Another strategy to manage herbicide resistance is emerging on the biotech front, the same industry that has given us amazing trait packages in corn and soybeans. (These hybrids are so good that many performed well in spite of this year’s drought: “We can grow corn in a parking lot,” marveled one MaxYield Coop customer.) Dicamba- and 2,4-D-tolerant crops are nearing the market, and while many of the dealers we talked with are interested, they’re also apprehensive about the new products. Woolsey says these herbicides are “known to wander” due to their volatility. He feels it will put a strain on dealers to know what other fields are adjacent to those with the tolerance.

Regulation Worries

Regulatory strains are also taxing retailers. As regulation of ag industries increases in some regions, Wilco-Winfield’s Hubbell would say he is not seeing as many new rules, as much as the increased focus around existing ones and figuring out how they should be interpreted locally is requiring even greater focus.

As one example, he points to requirements of the Clean Water Act and industrial stormwater run-off management prevention efforts. “Risk has gone up because private citizens and differing environmental groups have taken it on themselves to be the watchdogs,” he explains. Risk and liability have gone up as private citizens and groups have reached beyond governmental agency relationships.

In other regulatory challenges, Hubbell listed Homeland Security reporting, hazardous product and inventory management requirements, state specific label requirements, states’ varied label and RUP tracking enhancements as part of the growing compliance management task lists, and possible buffer zone rules.

In addition, he says that his grower-customers “are seeing a lot more visits from OHSA labor department officers concerning minimum wage compliance” than they used to.

“We’re but a $70 million company, and we yet have a full-time guy who spends approximately two-thirds of his time on clients’ compliance and reporting needs. It requires significant investment,” he says.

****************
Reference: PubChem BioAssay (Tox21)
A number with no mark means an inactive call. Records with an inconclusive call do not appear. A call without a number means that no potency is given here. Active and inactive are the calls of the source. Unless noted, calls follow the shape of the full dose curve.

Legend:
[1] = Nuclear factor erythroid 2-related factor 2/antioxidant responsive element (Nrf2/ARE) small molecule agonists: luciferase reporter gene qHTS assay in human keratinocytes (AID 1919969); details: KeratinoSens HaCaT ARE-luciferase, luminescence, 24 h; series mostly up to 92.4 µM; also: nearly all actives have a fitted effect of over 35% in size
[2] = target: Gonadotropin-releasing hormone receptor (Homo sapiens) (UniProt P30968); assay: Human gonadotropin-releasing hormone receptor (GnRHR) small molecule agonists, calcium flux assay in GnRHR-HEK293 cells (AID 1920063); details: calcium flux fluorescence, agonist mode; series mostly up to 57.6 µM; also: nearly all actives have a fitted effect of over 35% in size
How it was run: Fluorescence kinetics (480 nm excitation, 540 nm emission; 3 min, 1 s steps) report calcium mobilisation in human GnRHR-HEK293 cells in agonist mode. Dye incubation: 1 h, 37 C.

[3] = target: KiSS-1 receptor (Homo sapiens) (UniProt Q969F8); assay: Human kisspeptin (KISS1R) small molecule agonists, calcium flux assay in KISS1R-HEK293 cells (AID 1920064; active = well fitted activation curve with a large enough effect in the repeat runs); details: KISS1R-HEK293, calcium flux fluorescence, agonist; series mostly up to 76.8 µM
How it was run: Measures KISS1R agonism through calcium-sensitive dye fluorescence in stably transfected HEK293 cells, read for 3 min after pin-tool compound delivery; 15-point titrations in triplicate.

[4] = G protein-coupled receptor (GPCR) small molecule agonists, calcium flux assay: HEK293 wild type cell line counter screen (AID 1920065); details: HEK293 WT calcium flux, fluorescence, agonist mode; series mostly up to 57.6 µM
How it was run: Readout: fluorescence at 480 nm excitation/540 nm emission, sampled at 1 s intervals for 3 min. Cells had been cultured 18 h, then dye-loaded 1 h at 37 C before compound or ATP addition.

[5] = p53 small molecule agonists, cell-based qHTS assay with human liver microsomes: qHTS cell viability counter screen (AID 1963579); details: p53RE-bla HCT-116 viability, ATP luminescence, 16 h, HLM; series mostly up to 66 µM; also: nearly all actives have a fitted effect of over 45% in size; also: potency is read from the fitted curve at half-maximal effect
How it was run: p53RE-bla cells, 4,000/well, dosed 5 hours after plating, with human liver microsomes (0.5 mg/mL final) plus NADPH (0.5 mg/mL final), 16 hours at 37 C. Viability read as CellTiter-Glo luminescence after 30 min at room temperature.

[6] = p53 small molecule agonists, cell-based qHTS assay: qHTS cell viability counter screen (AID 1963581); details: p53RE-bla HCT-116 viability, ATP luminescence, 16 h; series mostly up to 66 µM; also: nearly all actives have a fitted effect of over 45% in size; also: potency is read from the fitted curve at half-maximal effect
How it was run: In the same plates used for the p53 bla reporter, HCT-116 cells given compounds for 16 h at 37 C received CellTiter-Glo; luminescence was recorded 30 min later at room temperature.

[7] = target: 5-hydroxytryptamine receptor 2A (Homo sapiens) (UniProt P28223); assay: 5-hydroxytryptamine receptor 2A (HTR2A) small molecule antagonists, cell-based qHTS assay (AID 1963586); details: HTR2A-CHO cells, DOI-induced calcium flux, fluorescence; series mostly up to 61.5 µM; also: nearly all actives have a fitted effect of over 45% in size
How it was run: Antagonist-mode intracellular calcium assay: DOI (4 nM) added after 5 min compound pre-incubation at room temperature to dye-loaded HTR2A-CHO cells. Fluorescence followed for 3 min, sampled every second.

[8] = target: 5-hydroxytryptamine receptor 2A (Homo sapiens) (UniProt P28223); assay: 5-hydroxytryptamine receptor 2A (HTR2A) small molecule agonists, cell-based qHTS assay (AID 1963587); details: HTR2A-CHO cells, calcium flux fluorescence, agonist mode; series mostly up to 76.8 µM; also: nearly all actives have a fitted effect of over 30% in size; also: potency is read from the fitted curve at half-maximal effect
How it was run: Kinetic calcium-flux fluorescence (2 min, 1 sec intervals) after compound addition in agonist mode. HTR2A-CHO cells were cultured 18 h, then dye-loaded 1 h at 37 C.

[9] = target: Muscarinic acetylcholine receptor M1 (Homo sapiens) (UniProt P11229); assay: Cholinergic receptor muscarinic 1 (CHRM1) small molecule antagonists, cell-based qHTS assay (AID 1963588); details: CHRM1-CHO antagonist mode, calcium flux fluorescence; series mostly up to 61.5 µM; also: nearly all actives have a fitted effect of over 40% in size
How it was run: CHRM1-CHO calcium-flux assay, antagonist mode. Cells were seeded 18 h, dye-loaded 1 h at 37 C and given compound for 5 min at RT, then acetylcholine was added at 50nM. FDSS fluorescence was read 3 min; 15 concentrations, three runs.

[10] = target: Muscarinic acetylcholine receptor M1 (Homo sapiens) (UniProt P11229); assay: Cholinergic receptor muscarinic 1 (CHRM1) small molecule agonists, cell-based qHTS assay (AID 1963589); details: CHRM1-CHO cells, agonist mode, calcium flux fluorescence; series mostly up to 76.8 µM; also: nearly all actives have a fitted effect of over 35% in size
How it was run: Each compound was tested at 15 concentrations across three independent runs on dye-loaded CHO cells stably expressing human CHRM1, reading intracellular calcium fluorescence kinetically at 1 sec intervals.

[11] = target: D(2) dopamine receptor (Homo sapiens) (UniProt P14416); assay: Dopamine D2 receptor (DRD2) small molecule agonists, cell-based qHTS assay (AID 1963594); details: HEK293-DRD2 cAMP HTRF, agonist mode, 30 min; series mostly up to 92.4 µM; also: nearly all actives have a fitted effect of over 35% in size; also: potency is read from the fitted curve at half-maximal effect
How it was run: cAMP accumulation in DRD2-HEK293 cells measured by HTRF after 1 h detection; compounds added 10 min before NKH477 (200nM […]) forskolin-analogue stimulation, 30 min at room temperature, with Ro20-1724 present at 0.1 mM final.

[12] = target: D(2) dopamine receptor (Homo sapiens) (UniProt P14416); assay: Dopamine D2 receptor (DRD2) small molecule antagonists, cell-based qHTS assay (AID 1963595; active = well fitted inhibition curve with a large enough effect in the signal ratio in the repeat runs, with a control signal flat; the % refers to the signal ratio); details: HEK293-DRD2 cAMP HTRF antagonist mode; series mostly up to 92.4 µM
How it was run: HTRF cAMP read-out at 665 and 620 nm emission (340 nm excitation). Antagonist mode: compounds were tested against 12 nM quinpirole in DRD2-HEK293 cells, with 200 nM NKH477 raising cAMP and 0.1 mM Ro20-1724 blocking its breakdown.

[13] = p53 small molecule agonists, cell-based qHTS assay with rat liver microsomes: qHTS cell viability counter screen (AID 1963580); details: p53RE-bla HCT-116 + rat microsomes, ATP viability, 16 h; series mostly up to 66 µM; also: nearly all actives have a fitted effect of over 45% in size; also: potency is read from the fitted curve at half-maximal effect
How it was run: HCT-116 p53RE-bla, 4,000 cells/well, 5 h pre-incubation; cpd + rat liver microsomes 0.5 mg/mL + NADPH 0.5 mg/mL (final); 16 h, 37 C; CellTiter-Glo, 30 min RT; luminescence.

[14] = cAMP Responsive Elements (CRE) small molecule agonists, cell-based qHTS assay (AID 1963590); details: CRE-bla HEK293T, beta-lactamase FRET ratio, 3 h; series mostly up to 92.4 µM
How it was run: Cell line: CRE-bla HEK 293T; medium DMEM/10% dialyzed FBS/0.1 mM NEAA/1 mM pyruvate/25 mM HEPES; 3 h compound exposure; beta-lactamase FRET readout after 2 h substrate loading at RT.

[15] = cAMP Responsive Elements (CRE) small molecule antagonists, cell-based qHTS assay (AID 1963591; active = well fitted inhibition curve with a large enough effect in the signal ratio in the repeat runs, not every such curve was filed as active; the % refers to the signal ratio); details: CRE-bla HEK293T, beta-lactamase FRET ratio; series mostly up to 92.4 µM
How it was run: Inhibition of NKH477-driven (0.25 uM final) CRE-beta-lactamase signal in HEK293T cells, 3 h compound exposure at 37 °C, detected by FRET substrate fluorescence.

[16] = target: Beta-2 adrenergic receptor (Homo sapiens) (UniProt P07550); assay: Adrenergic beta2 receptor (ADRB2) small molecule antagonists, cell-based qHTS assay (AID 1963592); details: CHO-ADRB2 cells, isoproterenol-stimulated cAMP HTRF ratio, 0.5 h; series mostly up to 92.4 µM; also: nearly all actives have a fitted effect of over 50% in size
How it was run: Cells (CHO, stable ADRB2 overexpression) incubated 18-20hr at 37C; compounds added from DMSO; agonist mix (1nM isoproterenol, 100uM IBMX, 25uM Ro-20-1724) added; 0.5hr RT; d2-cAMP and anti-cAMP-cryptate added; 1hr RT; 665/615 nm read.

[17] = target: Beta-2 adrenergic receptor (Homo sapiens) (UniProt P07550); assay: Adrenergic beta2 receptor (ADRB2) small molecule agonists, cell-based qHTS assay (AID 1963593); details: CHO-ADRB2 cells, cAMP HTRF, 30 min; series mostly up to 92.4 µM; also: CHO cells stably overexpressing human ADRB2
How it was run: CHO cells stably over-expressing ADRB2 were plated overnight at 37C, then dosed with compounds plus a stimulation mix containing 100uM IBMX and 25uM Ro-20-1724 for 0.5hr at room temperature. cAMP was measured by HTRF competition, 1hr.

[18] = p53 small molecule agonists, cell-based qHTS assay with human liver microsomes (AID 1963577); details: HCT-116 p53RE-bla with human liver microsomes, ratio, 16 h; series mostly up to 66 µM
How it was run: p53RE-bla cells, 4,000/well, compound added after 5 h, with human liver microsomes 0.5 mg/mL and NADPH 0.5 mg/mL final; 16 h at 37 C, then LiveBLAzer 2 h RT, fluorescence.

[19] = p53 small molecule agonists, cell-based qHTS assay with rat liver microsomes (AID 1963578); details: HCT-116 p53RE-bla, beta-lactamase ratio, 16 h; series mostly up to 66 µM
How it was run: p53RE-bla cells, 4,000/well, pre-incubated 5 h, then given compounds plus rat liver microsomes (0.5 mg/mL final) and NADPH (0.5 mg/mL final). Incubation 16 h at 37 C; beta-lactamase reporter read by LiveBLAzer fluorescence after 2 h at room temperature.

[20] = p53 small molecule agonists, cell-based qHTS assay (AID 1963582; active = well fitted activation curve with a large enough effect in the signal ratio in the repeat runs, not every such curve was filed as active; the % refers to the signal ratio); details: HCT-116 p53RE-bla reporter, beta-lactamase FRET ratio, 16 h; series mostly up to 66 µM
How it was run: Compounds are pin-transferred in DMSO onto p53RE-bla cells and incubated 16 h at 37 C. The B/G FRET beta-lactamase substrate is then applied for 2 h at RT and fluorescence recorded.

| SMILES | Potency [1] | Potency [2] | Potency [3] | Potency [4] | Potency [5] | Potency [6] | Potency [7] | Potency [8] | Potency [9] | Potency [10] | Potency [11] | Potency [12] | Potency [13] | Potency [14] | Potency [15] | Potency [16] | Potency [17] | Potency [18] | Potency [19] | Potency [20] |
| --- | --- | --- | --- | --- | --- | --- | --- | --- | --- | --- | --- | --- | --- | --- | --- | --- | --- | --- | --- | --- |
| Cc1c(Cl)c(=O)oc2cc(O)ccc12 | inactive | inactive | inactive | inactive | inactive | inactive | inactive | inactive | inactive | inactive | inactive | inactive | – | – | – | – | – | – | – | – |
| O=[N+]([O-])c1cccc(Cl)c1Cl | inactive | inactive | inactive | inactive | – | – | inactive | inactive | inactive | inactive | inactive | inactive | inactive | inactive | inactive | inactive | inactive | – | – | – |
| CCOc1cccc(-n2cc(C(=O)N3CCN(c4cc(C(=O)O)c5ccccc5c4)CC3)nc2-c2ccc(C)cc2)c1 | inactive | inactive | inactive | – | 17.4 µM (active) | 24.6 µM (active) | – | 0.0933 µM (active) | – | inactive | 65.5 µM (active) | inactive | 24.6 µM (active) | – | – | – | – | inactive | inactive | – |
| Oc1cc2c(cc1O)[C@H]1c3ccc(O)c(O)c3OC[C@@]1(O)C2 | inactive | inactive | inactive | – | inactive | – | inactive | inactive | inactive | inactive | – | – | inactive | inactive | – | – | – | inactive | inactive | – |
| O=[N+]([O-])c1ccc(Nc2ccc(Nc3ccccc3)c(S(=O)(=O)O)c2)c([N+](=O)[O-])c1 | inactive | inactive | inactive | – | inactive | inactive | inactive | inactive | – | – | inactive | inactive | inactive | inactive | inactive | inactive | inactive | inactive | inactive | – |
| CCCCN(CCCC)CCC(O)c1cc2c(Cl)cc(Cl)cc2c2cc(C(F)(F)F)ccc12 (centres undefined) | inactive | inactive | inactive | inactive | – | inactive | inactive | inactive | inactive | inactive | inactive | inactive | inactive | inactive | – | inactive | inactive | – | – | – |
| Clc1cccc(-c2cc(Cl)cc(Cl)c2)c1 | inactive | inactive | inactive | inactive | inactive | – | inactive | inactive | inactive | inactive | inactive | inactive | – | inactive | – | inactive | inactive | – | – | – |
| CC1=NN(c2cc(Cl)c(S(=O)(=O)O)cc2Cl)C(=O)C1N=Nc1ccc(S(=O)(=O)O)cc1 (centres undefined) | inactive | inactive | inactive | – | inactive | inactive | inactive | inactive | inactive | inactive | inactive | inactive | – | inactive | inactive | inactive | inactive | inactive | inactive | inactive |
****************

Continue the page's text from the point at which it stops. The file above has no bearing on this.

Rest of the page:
Carolina Eastern-Vail’s Love expects that in the next few years officials will implement a number of rules and regulations to protect the Chesapeake Bay Watershed. The far-reaching provisions will impact several areas of his business, and he says, “This will quickly become the ‘outside influencer’ on our whole ag market.”

MaxYield Cooperative’s Arndt simply says it’s a given that both EPA and state governments are going to get involved with nutrient management. MaxYield has developed SciMax Solutions, a trade secret nitrogen management program, that Arndt says is a great environmental protection tool because it can reduce nitrogen (N) application by at least 30 units per acre, yet yield is not affected.

He’s found that growers don’t want options to help produce more and more food limited by government. “Rather, retailers and local communities need to come together to take action to help nitrogen and phosphate issues in water,” he says.

Hintzsche’s Eggleston agreed that agriculture must do all it can to address nutrient management and usage. “If not, we are going to come under scrutiny and we will have regulations imposed upon us that will limit the amount of fertilizer we use due to nitrates and phosphorus in the river system,” he says. “We have an issue we will need to address.”

CVA’s Hensley says that the drought effects widely impacted Nebraska, and had not let up as of presstime for this report. It has served to open eyes to the need to manage the precious aquifers that kept corn alive this year.

“Concern going into this fall among growers was, is our water going to be regulated,” he says. “There has been a lot of talk about it — water management could be a larger deal than fertility management. We can’t keep drawing down the aquifer without replenishing it.”

On the fertility side, improving grower stewardship in the face of potential regulation is another key service CVA is providing, and growers have been very receptive. “We’ve been gauging what needs to be done on dryland, because there is a lot of concern about how much and what type of fertilizer is still out there following the drought,” says Hensley. “This has been a huge soil sampling fall for us, as we develop possible scenarios for growers to consider.”